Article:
Contact: Lynne Richmond
(TRENTON) – As New Jersey participates in National Preparedness Month, the Hunterdon County Office of Emergency Management today received an animal disaster response trailer filled with everything needed to quickly set up a temporary animal shelter during disasters.
The trailer is the sixth to be given out in the state by the New Jersey Department of Agriculture, which purchased and stocked the trailers using a United States Department of Homeland Security grant given to the Department through the state Office of Homeland Security and Preparedness.
“The events of Hurricane Katrina in New Orleans and Mississippi two years ago, where thousands of displaced animals needed assistance, highlighted the necessity for emergency planning, trained volunteers and equipment and supplies to respond to the needs of animals,” said Secretary Kuperus. “This trailer will enable Hunterdon County’s Animal Response Team (CART) to train and exercise and be ready to respond in times of disaster.”
The goal of National Preparedness Month is to increase public awareness about the importance of preparing for emergencies and encourage individuals to get involved.
“As we observe September as National Preparedness Month, it is vital to remember that the welfare of citizens and their pets and livestock is inextricably linked," said Richard L. Cañas, Director of New Jersey's Office of Homeland Security and Preparedness. "When it comes to disasters, people often will not evacuate without their animals. Today's distribution of this trailer represents the continued implementation of New Jersey's plans to care for pets and livestock in emergency situations as well as another step forward in the state's overall preparedness.”
The Hunterdon County CART was formed in January of 2007 from the existing Franklin Township CART. The 25-person team has had some experience in disaster response, after setting up a temporary animal shelter for displaced pets when floods in Lambertville and Stockton forced evacuations in April of 2006. In addition, Deputy Hunterdon County CART Director Linda Gage spent several weeks assisting in the rescue effort for pets left behind from Hurricane Katrina.
“Communities and local rescue workers often become overwhelmed by natural disasters and animal crises beyond their capacity,” said Ken Mandoli, Hunterdon County CART Director. “By partnering with government agencies, local animal shelters, county parks, emergency personnel and private organizations like the Red Cross, CART of Hunterdon County can provide emergency sheltering and disaster relief for animals.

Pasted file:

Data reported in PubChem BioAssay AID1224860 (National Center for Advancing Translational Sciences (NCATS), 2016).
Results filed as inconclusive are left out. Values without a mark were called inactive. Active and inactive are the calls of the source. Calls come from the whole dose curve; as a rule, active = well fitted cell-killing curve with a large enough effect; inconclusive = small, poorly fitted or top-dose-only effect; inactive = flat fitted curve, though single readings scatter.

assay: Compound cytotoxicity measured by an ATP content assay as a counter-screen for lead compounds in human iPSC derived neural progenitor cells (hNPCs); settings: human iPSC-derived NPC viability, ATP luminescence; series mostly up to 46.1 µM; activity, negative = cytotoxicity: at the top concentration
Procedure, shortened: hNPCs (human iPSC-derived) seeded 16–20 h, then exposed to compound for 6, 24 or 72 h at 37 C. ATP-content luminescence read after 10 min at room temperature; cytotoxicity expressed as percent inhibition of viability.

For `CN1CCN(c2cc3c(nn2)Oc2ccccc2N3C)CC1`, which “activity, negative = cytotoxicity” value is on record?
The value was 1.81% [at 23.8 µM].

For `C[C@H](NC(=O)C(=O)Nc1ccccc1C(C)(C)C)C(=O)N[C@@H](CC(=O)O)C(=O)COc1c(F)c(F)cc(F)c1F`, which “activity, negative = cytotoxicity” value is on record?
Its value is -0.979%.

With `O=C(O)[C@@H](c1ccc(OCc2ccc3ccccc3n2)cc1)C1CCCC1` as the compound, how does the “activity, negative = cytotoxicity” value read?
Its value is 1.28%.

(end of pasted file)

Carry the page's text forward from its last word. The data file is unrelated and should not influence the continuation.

“Volunteer team members need equipment and supplies to accomplish these tasks. Being a new team, our funds are limited and up to this point, we have depended on donated items from the public. The New Jersey Department of Agriculture was kind enough to award the Hunterdon County CART with a trailer, fully equipped with items to help us in accomplishing our goals.”
The trailers fulfill a state strategy of having animal disaster resources placed around the state that can be mobilized quickly in emergencies. Five other trailers were given to the Offices of Emergency Management in Burlington, Camden, Hudson, Ocean and Sussex Counties in December, enabling each county’s CART to respond and provide care for animals in disasters or emergencies. If the need arises, these animal disaster response trailers can be moved throughout the state to provide assistance.
To receive a trailer, the counties had to meet specific qualifications of having an active CART, having an updated animal emergency response plan, and be willing to provide mutual aid to other counties.
The two types of trailers, emergency shelter and veterinary care, were outfitted to meet different needs that arise during a disaster. Some of the items included in the trailers are: dog and cat cages, an alternate power source and lighting, communications equipment, buckets, cleaning supplies, portable corrals, leashes, animal first aid kits, livestock halters and leads, registration/office supplies and safety equipment. In addition to those items, the veterinary trailers each have tents that enable the CART to set up a clinic for emergency veterinary care.
The total cost of each fully outfitted veterinary trailer was $22,000 and the cost for each shelter trailer and its contents was $12,000.
The trailer project was a cooperative effort between the Department of Agriculture, New Jersey State Police Office of Emergency Management, and the New Jersey Office of Homeland Security and Preparedness.
“Through our rescue efforts in New Orleans following Hurricane Katrina, we learned that animal owners will not evacuate--even in the face of serious danger--until their pets are taken care of,” said Major John Hunt of the New Jersey State Police. Major Hunt commanded Operation L.E.A.D. (Louisiana Emergency Assistance Deployment) in which hundreds of New Jersey law enforcement officers and emergency workers rescued people and pets, recovered deceased victims and provided police services in the wake of the disaster. “Animals are like family members to some people, and unless you are ready to take homeowners out in handcuffs, rescue workers need to be prepared to evacuate pets along with their owners.”
The New Jersey Department of Agriculture urges those with animals to plan ahead and be prepared. Visit www.nj.gov/agriculture/divisions/ah/prog/emergency_preparedness.html to learn ways to protect your animals. For those interested in volunteering to help animals during disasters, please contact your county Office of Emergency Management to join the CART.